EgyptAir Under Fire After Canadian Comedian Maltreatment Video Goes Viral – Scoop Empire

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EgyptAir is celebrating its 90th anniversary this year, and while it’s supposed to be a happy moment, it’s facing a lot of backlash online after a Lebanese-Canadian comedian released a video and several Instagram stories claiming maltreatment and an inhumane experience during her flight out of the country.
On September 9, Lebanese-Canadian comedian Maya Hussein and several members of her family were traveling from Cairo, Egypt, to Toronto, Canada, where they encountered several problems at the airport and plane.
According to the video, Hussein claims that she and the rest of the people were kept at the airport for over six hours at the airport’s terminal without providing any information on why that was the case. 
After finally boarding the plane, the plane was again delayed further for three hours with no information released to the passengers. Hussein released a video on her Instagram account where she claims that it was so hot on the plane that people (including the elderly and children) found it so hard to breathe that some individuals needed Oxygen masks, and four people lost consciousness. 
After those harrowing three hours, Hussein shared some Instagram stories where it showed the passengers left in the freezing cold at the airport terminal, where she stated that officials at the airport denied the passengers blankets for some unknown reason, but relented in the end. In the video, viewers can see people lying on the floor and others sitting in the nearby waiting area.
The comedian also alleged that they were denied food or water for a long time and that some airport officials threatened to put them in jail if they yelled or spoke.
In another Instagram story after she landed in Canada, she also claimed that the airline wanted to silence her by offering her (and she claims only her) a 30% discount on her next purchase, which she rejected because there were other people affected by this incident and they didn’t get the same offer.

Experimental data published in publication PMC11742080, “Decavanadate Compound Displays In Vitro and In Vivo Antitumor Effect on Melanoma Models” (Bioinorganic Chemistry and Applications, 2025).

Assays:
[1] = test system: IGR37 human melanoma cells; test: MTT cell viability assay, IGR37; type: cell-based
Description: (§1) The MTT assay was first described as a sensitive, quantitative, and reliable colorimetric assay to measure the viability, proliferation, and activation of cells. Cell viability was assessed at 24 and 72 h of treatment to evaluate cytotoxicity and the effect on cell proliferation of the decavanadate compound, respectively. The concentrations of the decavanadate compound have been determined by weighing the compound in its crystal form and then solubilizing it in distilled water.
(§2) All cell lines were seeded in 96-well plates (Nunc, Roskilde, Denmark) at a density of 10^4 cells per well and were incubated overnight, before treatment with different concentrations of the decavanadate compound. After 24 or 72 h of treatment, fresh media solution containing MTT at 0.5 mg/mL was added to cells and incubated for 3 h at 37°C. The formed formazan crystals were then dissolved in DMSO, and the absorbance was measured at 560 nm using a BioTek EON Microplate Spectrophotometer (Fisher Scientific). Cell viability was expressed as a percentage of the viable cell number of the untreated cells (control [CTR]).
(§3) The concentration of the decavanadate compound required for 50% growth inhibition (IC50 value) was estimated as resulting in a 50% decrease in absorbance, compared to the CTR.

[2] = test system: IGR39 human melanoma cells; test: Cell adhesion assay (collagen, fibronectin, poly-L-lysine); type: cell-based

In the last part of her Instagram stories, she urged people not to book flights with EgyptAir and to use another airline.
EgyptAir, so far, has remained silent on the matter with no press release or information regarding the matter in any way. Instead, they released several posts on social media where they shared offers.
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According to the official EgyptAir website, there is a contingency plan for “Essential Customer Needs During Extraordinary Delays.”
“Safety and comfort of our customers is our top priority. On very rare occasions, extraordinary events may result in lengthy onboard delays. We have developed detailed contingency plans to deal with situations in which an aircraft is delayed on the ground without access to a terminal gate. We will make reasonable efforts to ensure that your essential needs, such as food, water, restroom facilities, and basic medical assistance are met,” reads the official EgyptAir website.

However, Hussein claimed in her videos that several of these protocols were not followed.
People on social media were outraged about the situation, with many people sharing their own horror stories with their airline ranging everything from losing their luggage to getting the same treatment on long flights, leading to the launch of the “Boycott EgyptAir” hashtag on social media.
Some users also claimed that their comments on EgyptAir’s social media platforms to raise the company’s awareness about the incident were deleted. That said, we still found several comments still available on the airline’s Instagram account.
At the same time, other comments were defending the airline, comparing it to other airlines worldwide, and stating that every airline goes through some issues from time to time.
EgyptAir was founded in 1932 as Misr Airwork and would start its first-ever flight from Cairo to Alexandria in 1933, becoming the seventh carrier in the world. It would later change its name to MisrAir in 1946, adding more planes to its fleet and expanding its flight destinations.
The company would change its name twice in the decades past WWII before settling on EgyptAir in 1971.
The company is well-recognized worldwide thanks to being part of the Star Alliance network, the largest airline alliance network in the world, and the only one in the MENA region to join the network. The airline has a total of 68 planes in its fleet, enabling it to reach over 90 countries globally.
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